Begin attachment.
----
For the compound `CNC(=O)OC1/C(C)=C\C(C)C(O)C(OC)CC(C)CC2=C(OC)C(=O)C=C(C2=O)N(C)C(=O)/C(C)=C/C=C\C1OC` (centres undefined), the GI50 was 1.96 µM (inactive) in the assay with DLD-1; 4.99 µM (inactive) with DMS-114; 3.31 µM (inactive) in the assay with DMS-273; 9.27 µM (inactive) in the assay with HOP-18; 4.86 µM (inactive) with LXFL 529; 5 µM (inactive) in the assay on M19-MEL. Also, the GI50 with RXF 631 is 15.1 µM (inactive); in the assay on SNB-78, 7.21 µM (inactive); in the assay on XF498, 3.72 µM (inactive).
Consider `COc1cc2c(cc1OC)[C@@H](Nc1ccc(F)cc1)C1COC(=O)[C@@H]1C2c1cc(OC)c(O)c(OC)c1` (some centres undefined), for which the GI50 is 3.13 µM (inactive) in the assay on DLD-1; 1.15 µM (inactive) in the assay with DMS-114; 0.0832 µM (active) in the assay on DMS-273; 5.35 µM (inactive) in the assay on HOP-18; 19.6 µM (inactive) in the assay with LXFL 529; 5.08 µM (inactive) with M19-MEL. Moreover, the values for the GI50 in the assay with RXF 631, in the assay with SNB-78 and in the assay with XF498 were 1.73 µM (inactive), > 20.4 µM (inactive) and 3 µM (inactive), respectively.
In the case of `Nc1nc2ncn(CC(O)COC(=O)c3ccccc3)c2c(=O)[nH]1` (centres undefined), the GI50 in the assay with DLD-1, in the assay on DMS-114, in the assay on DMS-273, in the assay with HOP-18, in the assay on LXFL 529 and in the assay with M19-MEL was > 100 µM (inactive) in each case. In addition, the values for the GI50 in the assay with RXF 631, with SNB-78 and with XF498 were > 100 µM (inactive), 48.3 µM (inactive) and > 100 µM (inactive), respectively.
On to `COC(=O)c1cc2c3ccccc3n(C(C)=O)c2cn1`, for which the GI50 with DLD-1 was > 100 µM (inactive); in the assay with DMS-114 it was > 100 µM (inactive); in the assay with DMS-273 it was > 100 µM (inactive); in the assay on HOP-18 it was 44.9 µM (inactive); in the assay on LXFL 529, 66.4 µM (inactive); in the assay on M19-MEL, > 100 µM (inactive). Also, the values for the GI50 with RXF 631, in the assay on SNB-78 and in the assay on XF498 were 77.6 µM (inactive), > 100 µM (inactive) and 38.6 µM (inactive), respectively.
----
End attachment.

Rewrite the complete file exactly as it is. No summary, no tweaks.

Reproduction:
For the compound `CNC(=O)OC1/C(C)=C\C(C)C(O)C(OC)CC(C)CC2=C(OC)C(=O)C=C(C2=O)N(C)C(=O)/C(C)=C/C=C\C1OC` (centres undefined), the GI50 was 1.96 µM (inactive) in the assay with DLD-1; 4.99 µM (inactive) with DMS-114; 3.31 µM (inactive) in the assay with DMS-273; 9.27 µM (inactive) in the assay with HOP-18; 4.86 µM (inactive) with LXFL 529; 5 µM (inactive) in the assay on M19-MEL. Also, the GI50 with RXF 631 is 15.1 µM (inactive); in the assay on SNB-78, 7.21 µM (inactive); in the assay on XF498, 3.72 µM (inactive).
Consider `COc1cc2c(cc1OC)[C@@H](Nc1ccc(F)cc1)C1COC(=O)[C@@H]1C2c1cc(OC)c(O)c(OC)c1` (some centres undefined), for which the GI50 is 3.13 µM (inactive) in the assay on DLD-1; 1.15 µM (inactive) in the assay with DMS-114; 0.0832 µM (active) in the assay on DMS-273; 5.35 µM (inactive) in the assay on HOP-18; 19.6 µM (inactive) in the assay with LXFL 529; 5.08 µM (inactive) with M19-MEL. Moreover, the values for the GI50 in the assay with RXF 631, in the assay with SNB-78 and in the assay with XF498 were 1.73 µM (inactive), > 20.4 µM (inactive) and 3 µM (inactive), respectively.
In the case of `Nc1nc2ncn(CC(O)COC(=O)c3ccccc3)c2c(=O)[nH]1` (centres undefined), the GI50 in the assay with DLD-1, in the assay on DMS-114, in the assay on DMS-273, in the assay with HOP-18, in the assay on LXFL 529 and in the assay with M19-MEL was > 100 µM (inactive) in each case. In addition, the values for the GI50 in the assay with RXF 631, with SNB-78 and with XF498 were > 100 µM (inactive), 48.3 µM (inactive) and > 100 µM (inactive), respectively.
On to `COC(=O)c1cc2c3ccccc3n(C(C)=O)c2cn1`, for which the GI50 with DLD-1 was > 100 µM (inactive); in the assay with DMS-114 it was > 100 µM (inactive); in the assay with DMS-273 it was > 100 µM (inactive); in the assay on HOP-18 it was 44.9 µM (inactive); in the assay on LXFL 529, 66.4 µM (inactive); in the assay on M19-MEL, > 100 µM (inactive). Also, the values for the GI50 with RXF 631, in the assay on SNB-78 and in the assay on XF498 were 77.6 µM (inactive), > 100 µM (inactive) and 38.6 µM (inactive), respectively.